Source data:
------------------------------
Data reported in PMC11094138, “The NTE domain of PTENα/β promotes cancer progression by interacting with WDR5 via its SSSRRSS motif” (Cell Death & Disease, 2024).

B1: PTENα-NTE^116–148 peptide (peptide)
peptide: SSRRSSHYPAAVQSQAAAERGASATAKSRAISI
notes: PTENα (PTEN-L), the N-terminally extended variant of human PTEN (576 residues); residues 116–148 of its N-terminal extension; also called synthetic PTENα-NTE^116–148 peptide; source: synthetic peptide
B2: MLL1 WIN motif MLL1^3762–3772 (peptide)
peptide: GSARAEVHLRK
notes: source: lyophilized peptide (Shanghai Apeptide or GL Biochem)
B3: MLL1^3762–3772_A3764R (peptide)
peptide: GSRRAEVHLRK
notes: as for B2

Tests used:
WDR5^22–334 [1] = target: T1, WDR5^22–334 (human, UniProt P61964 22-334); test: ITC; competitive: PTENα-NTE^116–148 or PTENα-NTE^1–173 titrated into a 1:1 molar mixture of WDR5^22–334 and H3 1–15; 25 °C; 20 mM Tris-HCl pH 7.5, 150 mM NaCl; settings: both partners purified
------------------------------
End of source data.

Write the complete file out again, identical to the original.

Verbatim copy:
Data reported in PMC11094138, “The NTE domain of PTENα/β promotes cancer progression by interacting with WDR5 via its SSSRRSS motif” (Cell Death & Disease, 2024).

B1: PTENα-NTE^116–148 peptide (peptide)
peptide: SSRRSSHYPAAVQSQAAAERGASATAKSRAISI
notes: PTENα (PTEN-L), the N-terminally extended variant of human PTEN (576 residues); residues 116–148 of its N-terminal extension; also called synthetic PTENα-NTE^116–148 peptide; source: synthetic peptide
B2: MLL1 WIN motif MLL1^3762–3772 (peptide)
peptide: GSARAEVHLRK
notes: source: lyophilized peptide (Shanghai Apeptide or GL Biochem)
B3: MLL1^3762–3772_A3764R (peptide)
peptide: GSRRAEVHLRK
notes: as for B2

Tests used:
WDR5^22–334 [1] = target: T1, WDR5^22–334 (human, UniProt P61964 22-334); test: ITC; competitive: PTENα-NTE^116–148 or PTENα-NTE^1–173 titrated into a 1:1 molar mixture of WDR5^22–334 and H3 1–15; 25 °C; 20 mM Tris-HCl pH 7.5, 150 mM NaCl; settings: both partners purified